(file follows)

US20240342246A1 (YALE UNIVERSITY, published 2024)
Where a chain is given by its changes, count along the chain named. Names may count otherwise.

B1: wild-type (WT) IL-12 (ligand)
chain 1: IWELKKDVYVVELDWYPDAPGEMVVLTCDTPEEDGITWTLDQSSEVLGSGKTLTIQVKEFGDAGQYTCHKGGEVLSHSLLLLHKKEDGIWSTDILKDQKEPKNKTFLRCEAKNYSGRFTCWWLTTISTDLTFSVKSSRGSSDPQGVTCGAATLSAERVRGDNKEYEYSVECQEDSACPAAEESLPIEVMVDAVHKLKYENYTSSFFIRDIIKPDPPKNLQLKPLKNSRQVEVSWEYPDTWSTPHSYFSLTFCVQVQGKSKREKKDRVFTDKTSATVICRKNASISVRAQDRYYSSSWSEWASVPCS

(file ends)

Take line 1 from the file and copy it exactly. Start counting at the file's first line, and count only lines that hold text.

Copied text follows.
US20240342246A1 (YALE UNIVERSITY, published 2024)